This made me wonder whether this would even be possible.  It sure looks like it isn't.  Let's take a look at why.

Nobody knows for sure just how many households in the USA own firearms, because there is no nation-wide registration requirement.  Estimates that I've seen range from 70 million households to 90 million (or even higher).  For today's thought experiment, let's take the lower number because that will make it easier for the gun grabbers.  So we have 70 million houses that government will have to visit.

We know that the government will have to physically go to and search these houses because we see massive non-compliance to registration and reporting laws where they get passed (example: New York and Connecticut where non-compliance is certainly over 90% and may be over 95%).  People just are not willing to line up at the local Police Station to turn in their guns.  So the police would have to go house to house.

The Bureau of Justice Statistics reported that in 2008 there were 765,246 police officers in the United States.  This is our starting point.  Assume that you need to send 2 officers to search a house for firearms (this is very likely grotesquely under estimated given the expected resistance to 4th Amendment violating household searches; a man's home is his Castle and all that).  This gives us 382,623 pairs of police for searches.

Assume it takes 2 hours per house to travel to the residence, search it, and write up the findings (or non-findings).  Now for the math:  70 million houses divided by 382,000 pairs of police is 183 searches per police pair.  At 2 hours each, this is 366 hours to complete the searches, or 9 weeks.

So the entire police force in the United States would have to take over 2 months to search for and confiscate the national stock of firearms.

But wait, it gets worse for the gun grabbers.  Remember, people haven't reported the fact that they own firearms.  While there are 70 million homes owning guns, the police don't know which households are in the 70 million gun owning group and which are not.  The police would have to search all homes in the USA - The US Census reports that there are 118 million households in the country, so we're looking at 16 weeks (4 months) for the searches to complete.

But remember, this is every police officer in the country working full time on house to house searches.  Crime would explode, and so you can't take the cops off the streets like that.  Probably you couldn't devote more than 10% of the cops' time to searches, so the 16 weeks turns into 160 weeks to search everywhere.

160 weeks is 3 years.  That's so long that once a house had been searched and "cleared", the owner could hide his shooting buddies' guns so that when their houses were searched, the guns were long gone.  It's simply not possible to confiscate guns this way.

Notice that we don't need any speculation at all on how many gun owners might shoot at the police; 3 years of futile house to house searching simply won't do what the gun grabbers think it will.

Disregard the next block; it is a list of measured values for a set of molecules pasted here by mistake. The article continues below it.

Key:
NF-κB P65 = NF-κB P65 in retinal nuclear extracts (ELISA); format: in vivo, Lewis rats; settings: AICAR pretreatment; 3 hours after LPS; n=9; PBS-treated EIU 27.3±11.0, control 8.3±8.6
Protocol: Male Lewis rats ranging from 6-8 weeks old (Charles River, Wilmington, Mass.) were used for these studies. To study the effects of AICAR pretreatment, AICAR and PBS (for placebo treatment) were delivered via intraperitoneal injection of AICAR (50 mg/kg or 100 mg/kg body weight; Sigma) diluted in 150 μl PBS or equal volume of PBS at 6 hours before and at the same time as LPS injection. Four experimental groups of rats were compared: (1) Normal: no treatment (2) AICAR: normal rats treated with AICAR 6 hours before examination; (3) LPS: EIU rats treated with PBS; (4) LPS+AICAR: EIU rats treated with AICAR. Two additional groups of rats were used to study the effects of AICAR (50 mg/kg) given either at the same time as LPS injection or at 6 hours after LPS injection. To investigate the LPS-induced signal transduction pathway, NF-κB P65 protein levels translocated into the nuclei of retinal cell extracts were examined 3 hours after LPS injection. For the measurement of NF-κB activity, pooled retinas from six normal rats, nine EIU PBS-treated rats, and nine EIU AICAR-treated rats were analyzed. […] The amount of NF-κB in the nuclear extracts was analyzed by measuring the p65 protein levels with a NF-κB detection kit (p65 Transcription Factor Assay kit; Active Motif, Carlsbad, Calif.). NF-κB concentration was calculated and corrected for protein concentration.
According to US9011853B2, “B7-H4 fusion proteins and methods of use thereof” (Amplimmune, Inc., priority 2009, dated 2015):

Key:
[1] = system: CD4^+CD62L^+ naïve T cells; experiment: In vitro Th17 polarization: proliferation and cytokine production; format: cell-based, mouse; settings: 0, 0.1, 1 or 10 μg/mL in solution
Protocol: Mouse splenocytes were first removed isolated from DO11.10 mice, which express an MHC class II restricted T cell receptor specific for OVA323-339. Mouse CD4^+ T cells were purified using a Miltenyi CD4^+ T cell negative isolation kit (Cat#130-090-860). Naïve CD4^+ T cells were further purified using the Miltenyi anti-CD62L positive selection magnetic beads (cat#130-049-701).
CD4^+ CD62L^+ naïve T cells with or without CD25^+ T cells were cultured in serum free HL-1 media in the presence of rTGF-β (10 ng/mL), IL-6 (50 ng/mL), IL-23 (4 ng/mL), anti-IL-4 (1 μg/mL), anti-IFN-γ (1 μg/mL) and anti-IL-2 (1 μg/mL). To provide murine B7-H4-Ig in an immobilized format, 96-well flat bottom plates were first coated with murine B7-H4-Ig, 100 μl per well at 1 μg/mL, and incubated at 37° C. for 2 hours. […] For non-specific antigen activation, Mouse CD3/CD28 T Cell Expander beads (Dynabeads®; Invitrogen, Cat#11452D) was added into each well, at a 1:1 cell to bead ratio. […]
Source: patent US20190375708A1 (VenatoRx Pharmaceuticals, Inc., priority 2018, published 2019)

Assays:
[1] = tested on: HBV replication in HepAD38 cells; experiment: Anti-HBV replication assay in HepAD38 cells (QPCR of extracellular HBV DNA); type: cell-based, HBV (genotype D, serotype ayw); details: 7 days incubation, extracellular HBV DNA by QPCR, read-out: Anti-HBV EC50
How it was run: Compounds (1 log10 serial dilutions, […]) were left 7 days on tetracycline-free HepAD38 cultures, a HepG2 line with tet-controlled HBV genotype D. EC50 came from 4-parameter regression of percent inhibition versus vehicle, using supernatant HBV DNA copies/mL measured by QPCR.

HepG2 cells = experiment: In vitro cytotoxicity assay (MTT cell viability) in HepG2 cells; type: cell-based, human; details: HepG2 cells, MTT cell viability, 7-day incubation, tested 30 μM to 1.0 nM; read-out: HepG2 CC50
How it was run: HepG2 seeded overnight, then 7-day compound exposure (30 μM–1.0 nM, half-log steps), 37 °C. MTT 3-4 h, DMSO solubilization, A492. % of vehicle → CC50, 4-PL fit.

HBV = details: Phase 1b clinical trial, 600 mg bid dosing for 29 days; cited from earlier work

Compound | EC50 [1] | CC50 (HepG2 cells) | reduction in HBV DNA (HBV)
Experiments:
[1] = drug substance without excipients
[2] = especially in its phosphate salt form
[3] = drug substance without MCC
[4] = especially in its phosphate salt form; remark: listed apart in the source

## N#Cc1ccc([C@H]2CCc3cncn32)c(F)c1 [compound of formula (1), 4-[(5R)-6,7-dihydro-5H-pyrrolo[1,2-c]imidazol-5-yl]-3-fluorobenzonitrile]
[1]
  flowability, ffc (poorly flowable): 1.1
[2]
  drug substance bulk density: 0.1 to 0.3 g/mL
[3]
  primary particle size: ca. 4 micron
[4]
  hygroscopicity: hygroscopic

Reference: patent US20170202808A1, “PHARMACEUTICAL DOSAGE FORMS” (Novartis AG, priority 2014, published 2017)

This is just a thought experiment, of course.  There are many practical issues that we haven't addressed:

  • In an era of collapsing governmental legitimacy, what would police state style house to house searches do to our Republican form of government?
  • How would Black Lives Matter react to such a massive police presence in minority neighborhoods?
  • Just how big would police search teams have to be?  It sure seems you'd need more than 2 officers.
  • How many police officers would actually do this?  How many would refuse, and how many would simply go through the motions to keep their job while not really looking for anything?
  • The Democrat Party in 2009 controlled the White House, the House of Representatives, and had a filibuster-proof majority in the Senate.  They didn't pass even watered down gun control then.  What do they know that the gun grabbers don't?
The conclusion is inescapable: people who propose house to house gun confiscation are morons.

Sunday, February 18, 2018

Beethoven and the fall of the Berlin Wall

Beethoven's life was basically out of a soap opera - it was all so impossibly over-the-top as to defy belief.  It was a clichéexcept that it was all new then: A towering intellect, writing music like nobody had written before, tragically struck with deafness so that at the end of the premiere of this piece he couldn't hear the audience roaring its applause and the contralto Caroline Unger had to take his hand and turn him around so he could see.  Sadly, she did not get appropriate credit in the scene from Immortal Beloved.

Even in death, he maintained his flair. He died during a huge thunder storm, and witnesses said there was a prodigious thunder clap at the moment of death itself.

His 9th Symphony was so popular in Japan that when the Compact Disc was being engineered, it was decided that the disc had to be physically big enough to get the entire Ninth Symphony on a single disc. Musicologists were employed, searching the archives of recordings. It turned out that the longest recording took 74 minutes. The disc was resized from 11.5 cm to 12 cm to accommodate this symphony.